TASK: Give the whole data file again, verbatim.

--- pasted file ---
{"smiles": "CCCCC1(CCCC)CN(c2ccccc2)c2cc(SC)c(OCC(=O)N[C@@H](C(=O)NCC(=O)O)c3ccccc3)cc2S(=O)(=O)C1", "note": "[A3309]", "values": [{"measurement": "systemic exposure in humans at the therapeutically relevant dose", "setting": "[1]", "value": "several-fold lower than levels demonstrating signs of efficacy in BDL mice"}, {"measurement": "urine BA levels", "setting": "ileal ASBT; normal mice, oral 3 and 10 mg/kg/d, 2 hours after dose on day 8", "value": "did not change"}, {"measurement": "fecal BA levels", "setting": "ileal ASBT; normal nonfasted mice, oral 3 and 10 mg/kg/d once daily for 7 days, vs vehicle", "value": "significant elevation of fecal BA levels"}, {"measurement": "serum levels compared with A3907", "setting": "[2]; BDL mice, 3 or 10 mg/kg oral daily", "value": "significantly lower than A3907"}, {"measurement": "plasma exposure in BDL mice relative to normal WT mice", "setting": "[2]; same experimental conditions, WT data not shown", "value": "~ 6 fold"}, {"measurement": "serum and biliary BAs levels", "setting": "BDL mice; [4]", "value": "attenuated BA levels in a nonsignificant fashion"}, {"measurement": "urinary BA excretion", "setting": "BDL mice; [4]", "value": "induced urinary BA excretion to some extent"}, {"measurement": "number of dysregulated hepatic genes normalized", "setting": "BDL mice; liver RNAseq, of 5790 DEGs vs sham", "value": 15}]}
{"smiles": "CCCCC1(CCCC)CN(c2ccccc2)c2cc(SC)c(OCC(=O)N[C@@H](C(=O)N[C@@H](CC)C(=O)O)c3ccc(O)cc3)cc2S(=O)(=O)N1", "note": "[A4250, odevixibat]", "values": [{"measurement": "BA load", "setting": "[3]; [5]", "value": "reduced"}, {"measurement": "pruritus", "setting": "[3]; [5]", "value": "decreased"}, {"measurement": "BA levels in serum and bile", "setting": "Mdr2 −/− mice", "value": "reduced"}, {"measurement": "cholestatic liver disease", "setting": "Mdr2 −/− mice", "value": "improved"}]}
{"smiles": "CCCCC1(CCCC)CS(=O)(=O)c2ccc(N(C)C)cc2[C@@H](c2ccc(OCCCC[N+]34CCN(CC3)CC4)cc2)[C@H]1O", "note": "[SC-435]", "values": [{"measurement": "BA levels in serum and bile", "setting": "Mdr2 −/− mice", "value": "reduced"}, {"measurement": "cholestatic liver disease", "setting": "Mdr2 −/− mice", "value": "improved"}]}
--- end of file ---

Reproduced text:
{"smiles": "CCCCC1(CCCC)CN(c2ccccc2)c2cc(SC)c(OCC(=O)N[C@@H](C(=O)NCC(=O)O)c3ccccc3)cc2S(=O)(=O)C1", "note": "[A3309]", "values": [{"measurement": "systemic exposure in humans at the therapeutically relevant dose", "setting": "[1]", "value": "several-fold lower than levels demonstrating signs of efficacy in BDL mice"}, {"measurement": "urine BA levels", "setting": "ileal ASBT; normal mice, oral 3 and 10 mg/kg/d, 2 hours after dose on day 8", "value": "did not change"}, {"measurement": "fecal BA levels", "setting": "ileal ASBT; normal nonfasted mice, oral 3 and 10 mg/kg/d once daily for 7 days, vs vehicle", "value": "significant elevation of fecal BA levels"}, {"measurement": "serum levels compared with A3907", "setting": "[2]; BDL mice, 3 or 10 mg/kg oral daily", "value": "significantly lower than A3907"}, {"measurement": "plasma exposure in BDL mice relative to normal WT mice", "setting": "[2]; same experimental conditions, WT data not shown", "value": "~ 6 fold"}, {"measurement": "serum and biliary BAs levels", "setting": "BDL mice; [4]", "value": "attenuated BA levels in a nonsignificant fashion"}, {"measurement": "urinary BA excretion", "setting": "BDL mice; [4]", "value": "induced urinary BA excretion to some extent"}, {"measurement": "number of dysregulated hepatic genes normalized", "setting": "BDL mice; liver RNAseq, of 5790 DEGs vs sham", "value": 15}]}
{"smiles": "CCCCC1(CCCC)CN(c2ccccc2)c2cc(SC)c(OCC(=O)N[C@@H](C(=O)N[C@@H](CC)C(=O)O)c3ccc(O)cc3)cc2S(=O)(=O)N1", "note": "[A4250, odevixibat]", "values": [{"measurement": "BA load", "setting": "[3]; [5]", "value": "reduced"}, {"measurement": "pruritus", "setting": "[3]; [5]", "value": "decreased"}, {"measurement": "BA levels in serum and bile", "setting": "Mdr2 −/− mice", "value": "reduced"}, {"measurement": "cholestatic liver disease", "setting": "Mdr2 −/− mice", "value": "improved"}]}
{"smiles": "CCCCC1(CCCC)CS(=O)(=O)c2ccc(N(C)C)cc2[C@@H](c2ccc(OCCCC[N+]34CCN(CC3)CC4)cc2)[C@H]1O", "note": "[SC-435]", "values": [{"measurement": "BA levels in serum and bile", "setting": "Mdr2 −/− mice", "value": "reduced"}, {"measurement": "cholestatic liver disease", "setting": "Mdr2 −/− mice", "value": "improved"}]}